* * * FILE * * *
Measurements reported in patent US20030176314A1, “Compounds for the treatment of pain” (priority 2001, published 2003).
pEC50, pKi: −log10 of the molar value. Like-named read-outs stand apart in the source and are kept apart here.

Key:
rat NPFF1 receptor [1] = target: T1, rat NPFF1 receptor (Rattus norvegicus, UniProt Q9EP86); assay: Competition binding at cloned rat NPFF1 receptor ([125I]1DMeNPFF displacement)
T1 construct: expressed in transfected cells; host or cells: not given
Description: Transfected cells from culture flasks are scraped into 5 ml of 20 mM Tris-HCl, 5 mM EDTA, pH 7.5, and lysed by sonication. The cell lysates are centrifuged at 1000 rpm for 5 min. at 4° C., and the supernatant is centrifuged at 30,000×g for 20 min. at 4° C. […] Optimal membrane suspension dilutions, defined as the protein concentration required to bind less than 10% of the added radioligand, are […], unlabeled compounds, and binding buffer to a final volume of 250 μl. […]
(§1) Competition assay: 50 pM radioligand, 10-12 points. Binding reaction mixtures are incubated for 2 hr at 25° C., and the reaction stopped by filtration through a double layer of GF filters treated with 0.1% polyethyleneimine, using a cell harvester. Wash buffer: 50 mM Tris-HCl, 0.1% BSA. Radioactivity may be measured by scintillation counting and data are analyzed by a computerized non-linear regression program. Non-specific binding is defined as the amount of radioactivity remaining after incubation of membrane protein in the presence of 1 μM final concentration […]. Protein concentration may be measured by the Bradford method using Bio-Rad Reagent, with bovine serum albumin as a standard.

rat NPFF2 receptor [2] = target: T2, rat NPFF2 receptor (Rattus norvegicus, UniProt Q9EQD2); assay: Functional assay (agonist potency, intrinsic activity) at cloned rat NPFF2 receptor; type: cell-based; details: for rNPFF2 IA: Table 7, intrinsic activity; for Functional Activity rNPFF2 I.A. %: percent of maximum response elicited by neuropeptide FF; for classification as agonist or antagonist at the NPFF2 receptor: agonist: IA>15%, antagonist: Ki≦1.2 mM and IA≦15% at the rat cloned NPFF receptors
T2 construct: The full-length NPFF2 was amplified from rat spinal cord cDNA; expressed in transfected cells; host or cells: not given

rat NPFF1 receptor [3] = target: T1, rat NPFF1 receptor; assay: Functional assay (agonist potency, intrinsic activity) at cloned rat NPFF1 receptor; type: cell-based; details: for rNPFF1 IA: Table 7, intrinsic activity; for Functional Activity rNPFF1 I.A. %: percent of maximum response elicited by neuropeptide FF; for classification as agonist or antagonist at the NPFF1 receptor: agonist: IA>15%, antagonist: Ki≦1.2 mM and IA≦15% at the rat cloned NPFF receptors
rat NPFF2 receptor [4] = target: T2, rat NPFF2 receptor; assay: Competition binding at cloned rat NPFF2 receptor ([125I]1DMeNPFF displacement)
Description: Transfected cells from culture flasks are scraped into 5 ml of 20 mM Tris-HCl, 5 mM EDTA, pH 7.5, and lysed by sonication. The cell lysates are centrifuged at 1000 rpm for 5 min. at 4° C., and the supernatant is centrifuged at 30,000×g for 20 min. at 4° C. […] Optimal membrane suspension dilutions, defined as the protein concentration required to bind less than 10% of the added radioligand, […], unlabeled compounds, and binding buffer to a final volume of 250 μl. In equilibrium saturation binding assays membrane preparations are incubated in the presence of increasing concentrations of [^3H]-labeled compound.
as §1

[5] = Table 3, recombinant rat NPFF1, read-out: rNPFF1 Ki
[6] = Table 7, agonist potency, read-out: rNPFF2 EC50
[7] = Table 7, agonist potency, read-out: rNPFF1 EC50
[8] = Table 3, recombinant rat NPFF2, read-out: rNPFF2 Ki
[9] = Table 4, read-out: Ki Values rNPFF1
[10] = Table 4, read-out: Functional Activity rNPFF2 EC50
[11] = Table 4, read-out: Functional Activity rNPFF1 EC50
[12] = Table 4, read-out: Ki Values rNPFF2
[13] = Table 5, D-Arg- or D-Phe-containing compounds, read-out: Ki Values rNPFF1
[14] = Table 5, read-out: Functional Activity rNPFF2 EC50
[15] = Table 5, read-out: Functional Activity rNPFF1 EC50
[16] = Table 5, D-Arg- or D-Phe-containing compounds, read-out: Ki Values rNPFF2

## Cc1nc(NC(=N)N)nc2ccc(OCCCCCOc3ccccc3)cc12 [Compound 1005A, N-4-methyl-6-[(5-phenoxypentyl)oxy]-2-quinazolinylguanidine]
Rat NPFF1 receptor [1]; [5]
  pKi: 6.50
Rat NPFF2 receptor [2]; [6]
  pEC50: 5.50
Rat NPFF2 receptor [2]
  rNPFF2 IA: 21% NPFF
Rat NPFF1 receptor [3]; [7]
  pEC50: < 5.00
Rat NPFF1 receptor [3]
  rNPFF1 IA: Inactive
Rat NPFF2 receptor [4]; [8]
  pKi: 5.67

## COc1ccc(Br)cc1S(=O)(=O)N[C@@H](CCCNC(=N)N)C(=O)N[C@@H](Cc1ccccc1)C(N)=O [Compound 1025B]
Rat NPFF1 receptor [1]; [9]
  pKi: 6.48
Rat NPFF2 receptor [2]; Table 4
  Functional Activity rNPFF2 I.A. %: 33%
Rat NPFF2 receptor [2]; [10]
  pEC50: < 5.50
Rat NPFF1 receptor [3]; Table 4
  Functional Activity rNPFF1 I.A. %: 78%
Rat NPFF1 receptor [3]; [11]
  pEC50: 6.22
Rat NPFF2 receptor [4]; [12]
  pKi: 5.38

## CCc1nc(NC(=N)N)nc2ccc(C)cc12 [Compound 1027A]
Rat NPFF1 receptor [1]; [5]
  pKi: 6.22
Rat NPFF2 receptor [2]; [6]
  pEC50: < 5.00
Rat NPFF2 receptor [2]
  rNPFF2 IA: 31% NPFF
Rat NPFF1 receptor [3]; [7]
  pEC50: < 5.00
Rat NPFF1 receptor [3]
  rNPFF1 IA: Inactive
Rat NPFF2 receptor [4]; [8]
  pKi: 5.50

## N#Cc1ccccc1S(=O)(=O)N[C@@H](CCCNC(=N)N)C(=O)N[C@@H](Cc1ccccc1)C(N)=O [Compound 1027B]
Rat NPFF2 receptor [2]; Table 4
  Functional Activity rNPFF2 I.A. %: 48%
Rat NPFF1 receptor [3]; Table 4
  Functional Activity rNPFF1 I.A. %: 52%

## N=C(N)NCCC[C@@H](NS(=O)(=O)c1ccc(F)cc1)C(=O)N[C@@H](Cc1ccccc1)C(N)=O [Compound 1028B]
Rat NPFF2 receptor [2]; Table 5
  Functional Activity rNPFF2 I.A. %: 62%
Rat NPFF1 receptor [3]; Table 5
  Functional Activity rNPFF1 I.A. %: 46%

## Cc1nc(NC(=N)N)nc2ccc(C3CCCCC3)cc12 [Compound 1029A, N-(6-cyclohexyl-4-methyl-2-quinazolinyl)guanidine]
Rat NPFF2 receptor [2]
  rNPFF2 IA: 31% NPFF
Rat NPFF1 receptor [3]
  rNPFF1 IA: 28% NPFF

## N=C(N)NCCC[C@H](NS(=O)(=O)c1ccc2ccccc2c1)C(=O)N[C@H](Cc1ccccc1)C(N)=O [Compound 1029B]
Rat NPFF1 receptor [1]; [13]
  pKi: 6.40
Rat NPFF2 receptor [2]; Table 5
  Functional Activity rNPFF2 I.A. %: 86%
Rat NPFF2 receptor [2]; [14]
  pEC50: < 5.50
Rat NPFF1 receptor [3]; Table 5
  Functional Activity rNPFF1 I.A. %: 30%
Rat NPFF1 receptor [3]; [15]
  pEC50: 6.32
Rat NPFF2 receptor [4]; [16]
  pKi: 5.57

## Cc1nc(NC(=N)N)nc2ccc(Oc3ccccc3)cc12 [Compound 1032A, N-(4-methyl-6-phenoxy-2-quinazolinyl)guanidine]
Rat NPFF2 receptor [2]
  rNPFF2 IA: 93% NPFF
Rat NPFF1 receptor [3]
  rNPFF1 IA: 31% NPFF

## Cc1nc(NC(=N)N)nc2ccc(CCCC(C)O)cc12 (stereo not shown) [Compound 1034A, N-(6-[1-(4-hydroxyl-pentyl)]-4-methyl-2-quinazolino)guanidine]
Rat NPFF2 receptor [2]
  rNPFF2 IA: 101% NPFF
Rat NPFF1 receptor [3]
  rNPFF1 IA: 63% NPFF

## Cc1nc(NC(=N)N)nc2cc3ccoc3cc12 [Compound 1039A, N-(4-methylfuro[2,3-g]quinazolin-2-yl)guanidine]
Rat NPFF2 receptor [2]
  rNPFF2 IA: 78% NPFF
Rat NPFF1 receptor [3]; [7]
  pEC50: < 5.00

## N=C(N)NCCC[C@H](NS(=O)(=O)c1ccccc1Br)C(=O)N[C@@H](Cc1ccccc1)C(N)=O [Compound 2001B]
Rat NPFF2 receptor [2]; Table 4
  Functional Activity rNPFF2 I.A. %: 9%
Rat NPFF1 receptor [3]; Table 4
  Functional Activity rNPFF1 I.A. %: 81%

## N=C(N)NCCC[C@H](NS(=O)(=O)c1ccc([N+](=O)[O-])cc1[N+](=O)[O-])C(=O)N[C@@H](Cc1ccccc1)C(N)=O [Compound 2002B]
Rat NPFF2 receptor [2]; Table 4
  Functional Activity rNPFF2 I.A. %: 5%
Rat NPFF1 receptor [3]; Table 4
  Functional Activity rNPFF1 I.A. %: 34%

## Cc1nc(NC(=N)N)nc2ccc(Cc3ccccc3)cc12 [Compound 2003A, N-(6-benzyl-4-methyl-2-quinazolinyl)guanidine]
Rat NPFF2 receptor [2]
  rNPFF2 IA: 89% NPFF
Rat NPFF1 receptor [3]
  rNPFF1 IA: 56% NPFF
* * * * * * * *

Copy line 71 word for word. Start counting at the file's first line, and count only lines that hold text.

Rat NPFF2 receptor [2]; Table 5